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F1

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F1 discussion

Is the IRC a catalyst for an F1 Rival?

This topic contains 1 reply, has 2 voices, and was last updated by Profile photo of Prisoner Monkeys Prisoner Monkeys 4 years, 1 month ago.

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    The IRC is the Intercontinental Rally Challenge (it was International Rally Challenge when it was created). It was originally set up for young and amateur drivers looking to get onto international rallies. Over the years, it has got more like the WRC in that manufactures (Skoda and Proton) have joined the ‘importers’ (Peugeot, Ford, Abarth and Skoda(yes again)) in the championship. Its also getting more appealing for WRC teams this year due to its use of Super 2000 machines-what the WRC will be using next year. Another thing that makes it appealing to both watch and to enter is that the rallies are either former WRC rallies (Monte Carlo rally), rallies with classic stages(Rally of Scotland) and critically, rallies that operate in the WRC’s rotation(Rally Argentina, Cyprus Rally). There was a rumour earlier this year that the WRC and IRC would merge, but with the 2 series’, it gives countries or rallies that don’t have a chance 1 year on the WRC, the chance to run on the almost equally acclaimed IRC calender. The important point here is that the 2 series, despite being run by different organisations, work perfectly together and don’t get in each others way, unlike the Champ Car/IndyCar ‘debacle’.

    So is this perfect balance a catalyst for a rival series to F1? A new series could run between F1 weekends or have double headers at some tracks. The tracks could be some that deserve to be/have been on the F1 calender yet can’t for various reasons (such as Road America, Brands Hatch, Motorland Aragon, Adelaide, Dubai and Imola), some that are in rotation (Hockenheim/Nurburgring) or some that are currently on the F1 schedule(such as a Singapore double header-one during the day, F1 at night, or a Spa, Turkey or Monza also joining the new series). This new series could also lead to more rotation for F1 venues that can’t afford a GP every year, like Spa, where they could have F1 one season, and the new series the next year. Like the IRC, manufactures could be either omitted or be a rarity, making the focus be more on privateers and the drivers. It could also have different regulations to F1, with maybe a template car that teams could develop to a certain level, with a different type of engine(V10?). The drivers could be from F1 teams (similar to IRC here, as Ford entered a car for Hirvonen and Citroen/Peugeot for Ogier), or just people who cant find an F1 seat and have an opportunity in another international series. So what do you think, Could the WRC/IRC system work for a rival F1 series?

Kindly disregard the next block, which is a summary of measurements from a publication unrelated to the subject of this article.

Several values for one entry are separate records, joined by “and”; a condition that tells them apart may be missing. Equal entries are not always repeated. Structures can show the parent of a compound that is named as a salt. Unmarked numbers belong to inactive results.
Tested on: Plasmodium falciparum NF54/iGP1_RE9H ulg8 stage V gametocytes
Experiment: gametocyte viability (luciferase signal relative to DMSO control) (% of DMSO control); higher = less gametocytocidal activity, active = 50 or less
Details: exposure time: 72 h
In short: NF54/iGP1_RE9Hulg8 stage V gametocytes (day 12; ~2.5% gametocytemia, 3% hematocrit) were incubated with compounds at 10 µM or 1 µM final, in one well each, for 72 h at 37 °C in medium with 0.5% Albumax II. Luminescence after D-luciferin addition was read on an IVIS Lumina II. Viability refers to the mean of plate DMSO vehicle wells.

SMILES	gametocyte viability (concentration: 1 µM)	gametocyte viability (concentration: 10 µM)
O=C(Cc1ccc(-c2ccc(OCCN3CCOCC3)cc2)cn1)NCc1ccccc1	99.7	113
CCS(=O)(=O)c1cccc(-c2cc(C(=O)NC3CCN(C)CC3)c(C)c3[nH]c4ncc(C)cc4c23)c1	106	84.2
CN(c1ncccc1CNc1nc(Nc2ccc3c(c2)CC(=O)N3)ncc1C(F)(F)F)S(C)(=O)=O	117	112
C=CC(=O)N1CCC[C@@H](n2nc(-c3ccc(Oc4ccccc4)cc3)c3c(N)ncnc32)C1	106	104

#143757
    Profile photo of Prisoner Monkeys
    Prisoner Monkeys
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    No. The reason why the IRC has started thriving is because the regulations are much better-suited to manufacturers than the WRC. The WRC has been bleeding marques for years; there was a time not so long ago when Ford, Subaru, Mitsubishi, Peugeot, Hyundai, Citroen and Skoda all regularly deatured, but now there’s just Ford and Citroen. It also hasn’t helped that Sebastien Loeb is nigh on untouchable. Mikko Hirvonen has been his only serious challenger for a while now.

    The other barrier to creating a rival series is that Formula 1 has a stranglehold on everything. If ever a rival series tried to start up with the intention of being a rival series, you can bet that Bernie Ecclestone will move to block them from using any of the circuits Formula 1 visits. Likewise, teams will prevent their drivers from crossing over into the other series; Jenson Button, for one, has said that his commitments to Formula 1 prevent him from picking up a “Wildcard” entry for the V8 Supercars. If he can’t run in a one-off touring car event, what chance is there of appearing in a rival open-wheel series? And then there’s four feeder categories (Formula 2, Formula 3, GP2 and GP3) that a rival series would have to battle to establish its credibility, not to mention championships like Indycar, A1GP, the World Series by Renault, AutoGP and Superleague Formula that have all variously tried to compete with Formula 1 – or at least run parallel to it – with varying degrees of success.

    At the end of the day, there’s simply no potential for a rival series. It’s unneeded, unnecessary and a waste of time, effort and money. There is simply no way it could establish itself as a genuine rival.

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